Tuesday, January 19, 2010


It took me a good 24-48 hours last week to decide to which relief organization to send a donation to contribute to the effort in Haiti after the quake.

Of course I pay each year an annual fee to several humanitarian and development NGOs. But with the extra contribution I wanted to make for Haiti I must say that I was a bit overwhelmed by so many different calls for donation. In the last week, there has been Haiti fundraising appeals on virtually each and every page of some of the newspapers I read, let alone Internet fundraising. The design and logos are different (somewhat) on each fundraising drive (the bank account numbers too), but most of the time it's hard to distinguish one proposition from another. Actually, it probably does not matter too much, as long as one is sufficiently well informed to avoid the charlatans.

This initial dilemma reminded me of a couple of Power Point slides I'm using at the begining of one of the sessions of the Advocacy Training course I give to NGOs and foundations. Two slides: first I show photos of the campaigns (messaging) of two NGOs well known in the area of development/aid and two NGOs well known in the area of environment/ecology; and then I show photos of two cars, a Fiat and a Renault respectively. It's hard to spot the difference between a Fiat and a Renault, and it's almost equally hard to spot the difference between the NGOs in their respective fields.

I do that to emphasize that for a layperson not deeply involved or rooted in activism or policy, it's very difficult to make a difference (i.e. to choose) between two NGOs acting in the same sphere. Activists often tend to forget that (details of style and culture apart) the membership wants to contribute more or less to the same thing regardless of whether they've joined NGO Y or NGO X. Very much like with a Fiat and a Renault: with both you can go from A to B at more or less the same speed for more or less the same price (and more or less the same cost to the environment if they're maintained in similar conditions). The reason why one chooses a Fiat or a Renault has little to do with the main function of the cars; it's got more to do with details such as design, accessories, branding, accessibility and visibility of the local dealer, etc. And the reason why one chooses between NGO Y or NGO X is often not very different. This says a lot in favour of campaigns ran by NGO coalitions, buses and trains.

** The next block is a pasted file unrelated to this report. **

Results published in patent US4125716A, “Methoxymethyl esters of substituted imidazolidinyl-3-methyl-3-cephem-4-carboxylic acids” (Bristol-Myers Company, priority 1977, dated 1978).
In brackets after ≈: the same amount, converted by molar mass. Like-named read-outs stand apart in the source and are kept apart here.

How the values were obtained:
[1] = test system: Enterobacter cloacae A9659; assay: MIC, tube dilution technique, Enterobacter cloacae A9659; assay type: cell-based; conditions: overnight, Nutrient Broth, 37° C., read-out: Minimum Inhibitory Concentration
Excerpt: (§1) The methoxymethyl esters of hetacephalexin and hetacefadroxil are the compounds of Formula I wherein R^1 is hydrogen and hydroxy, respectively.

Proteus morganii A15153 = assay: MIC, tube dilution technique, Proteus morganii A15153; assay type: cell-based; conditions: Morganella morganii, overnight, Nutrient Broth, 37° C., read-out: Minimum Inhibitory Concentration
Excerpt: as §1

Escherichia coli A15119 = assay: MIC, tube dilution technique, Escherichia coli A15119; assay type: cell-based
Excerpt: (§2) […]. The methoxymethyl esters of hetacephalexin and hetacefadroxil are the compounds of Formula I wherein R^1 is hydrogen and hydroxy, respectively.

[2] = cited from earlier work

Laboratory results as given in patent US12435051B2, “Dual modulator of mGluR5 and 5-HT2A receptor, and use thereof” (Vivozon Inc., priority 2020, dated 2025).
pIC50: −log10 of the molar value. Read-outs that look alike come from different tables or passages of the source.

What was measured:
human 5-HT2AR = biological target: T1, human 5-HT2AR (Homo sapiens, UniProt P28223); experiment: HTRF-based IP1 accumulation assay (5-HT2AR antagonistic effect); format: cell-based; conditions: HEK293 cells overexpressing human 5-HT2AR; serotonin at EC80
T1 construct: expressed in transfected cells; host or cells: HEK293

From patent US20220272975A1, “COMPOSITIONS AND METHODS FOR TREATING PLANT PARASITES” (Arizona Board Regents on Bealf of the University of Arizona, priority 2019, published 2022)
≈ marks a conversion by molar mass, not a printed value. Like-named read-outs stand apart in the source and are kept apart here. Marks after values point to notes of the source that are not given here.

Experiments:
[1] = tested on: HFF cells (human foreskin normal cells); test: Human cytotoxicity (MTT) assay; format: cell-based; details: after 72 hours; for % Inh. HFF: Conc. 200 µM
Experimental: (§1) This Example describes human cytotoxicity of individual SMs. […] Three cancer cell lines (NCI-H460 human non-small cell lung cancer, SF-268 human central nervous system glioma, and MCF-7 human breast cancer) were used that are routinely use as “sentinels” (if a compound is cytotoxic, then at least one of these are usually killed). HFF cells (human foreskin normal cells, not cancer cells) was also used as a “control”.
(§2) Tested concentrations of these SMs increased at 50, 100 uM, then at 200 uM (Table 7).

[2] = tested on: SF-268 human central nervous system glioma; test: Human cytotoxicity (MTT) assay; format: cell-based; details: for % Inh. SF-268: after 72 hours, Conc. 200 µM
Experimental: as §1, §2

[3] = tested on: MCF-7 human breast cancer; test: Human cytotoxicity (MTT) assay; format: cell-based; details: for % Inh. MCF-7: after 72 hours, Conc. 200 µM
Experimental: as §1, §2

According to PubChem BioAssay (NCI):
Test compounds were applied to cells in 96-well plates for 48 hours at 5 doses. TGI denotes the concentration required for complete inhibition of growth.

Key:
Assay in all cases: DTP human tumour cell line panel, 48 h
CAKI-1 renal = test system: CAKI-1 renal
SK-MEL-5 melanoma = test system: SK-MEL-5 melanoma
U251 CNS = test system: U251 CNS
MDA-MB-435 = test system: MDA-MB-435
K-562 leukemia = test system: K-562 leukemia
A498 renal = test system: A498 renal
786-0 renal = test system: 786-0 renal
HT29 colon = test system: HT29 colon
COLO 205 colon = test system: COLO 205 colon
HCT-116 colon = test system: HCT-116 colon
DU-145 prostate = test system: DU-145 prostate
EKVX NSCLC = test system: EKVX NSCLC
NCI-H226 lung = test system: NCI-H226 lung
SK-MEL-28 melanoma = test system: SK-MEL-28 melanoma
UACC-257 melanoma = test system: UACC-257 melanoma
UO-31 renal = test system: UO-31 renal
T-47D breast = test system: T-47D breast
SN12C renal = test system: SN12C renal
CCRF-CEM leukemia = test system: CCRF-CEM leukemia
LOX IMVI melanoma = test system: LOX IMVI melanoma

Finally I did send last week my Haiti donation to one of the reliable flagships of global humanitarian action. But to be fair, I won't tell you whether I chose Fiat or Renault.

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